Monday, October 24, 2005

When The Right Gets It Right

No matter how tightly an ideological coalition is managed, dissent eventually takes root, and when it does there's little chance of stopping it. Over the past month we've borne witness to a torrent of right-on-right criticism on FEMA's response to Katrina, the Miers nomination, and now the administration's Middle East policies, specifically Iraq. Objections such as those recently raised by former national security adviser Brent Scowcroft and former State Dept. chief of staff Lawrence Wilkerson will sound familiar to those of us who opposed the war from the start. But while commentators like Matt Yglesias are content to warn against praising these strange bedfellows too effusively, Crooked Timber's Henry Farrell hits the nail on the head by noting that the publicity of these conservative schisms is an indicator of the movement's thorough internal decay. The dissenters are voicing their complaints now because things have gotten so out of hand that basic ideological principles are beginning to supersede the benefits of loyalty. They certainly aren't looking to curry favor with liberals, so there's not much point discussing how much "credit" we should or should not give them for realizing what we've known all along. Best to acknowledge these admittedly welcome public reassertions of independent thought with a nonchalant nod of assent and carry on.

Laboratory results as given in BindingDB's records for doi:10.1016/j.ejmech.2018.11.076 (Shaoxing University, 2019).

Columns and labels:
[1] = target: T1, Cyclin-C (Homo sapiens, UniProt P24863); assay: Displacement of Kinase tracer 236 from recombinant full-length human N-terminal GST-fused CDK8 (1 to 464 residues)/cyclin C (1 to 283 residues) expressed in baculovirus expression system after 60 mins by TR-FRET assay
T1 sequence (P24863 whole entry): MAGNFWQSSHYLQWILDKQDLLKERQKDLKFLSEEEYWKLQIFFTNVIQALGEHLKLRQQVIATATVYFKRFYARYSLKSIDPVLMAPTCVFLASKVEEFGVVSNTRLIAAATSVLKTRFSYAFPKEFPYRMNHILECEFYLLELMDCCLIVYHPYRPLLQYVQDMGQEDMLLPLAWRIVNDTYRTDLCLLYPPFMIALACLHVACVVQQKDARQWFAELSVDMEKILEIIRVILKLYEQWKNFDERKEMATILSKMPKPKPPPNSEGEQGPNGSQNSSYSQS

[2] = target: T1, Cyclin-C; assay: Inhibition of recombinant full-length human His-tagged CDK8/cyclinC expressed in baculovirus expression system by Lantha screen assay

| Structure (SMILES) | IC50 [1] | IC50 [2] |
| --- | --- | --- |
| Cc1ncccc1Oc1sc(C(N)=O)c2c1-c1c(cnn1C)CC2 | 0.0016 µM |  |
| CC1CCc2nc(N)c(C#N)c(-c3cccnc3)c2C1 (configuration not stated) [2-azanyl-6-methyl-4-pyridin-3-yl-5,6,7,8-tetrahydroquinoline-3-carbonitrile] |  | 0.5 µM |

One further point bears mentioning. If it is true both that the conservative movement is losing its integrity and that party discipline plays a significant role in electoral success, the GOP we've known and loathed since 1994 may be coming to an end. True, a disorganized Republican party may not directly translate into more votes for Democrats, but it certainly doesn't hurt.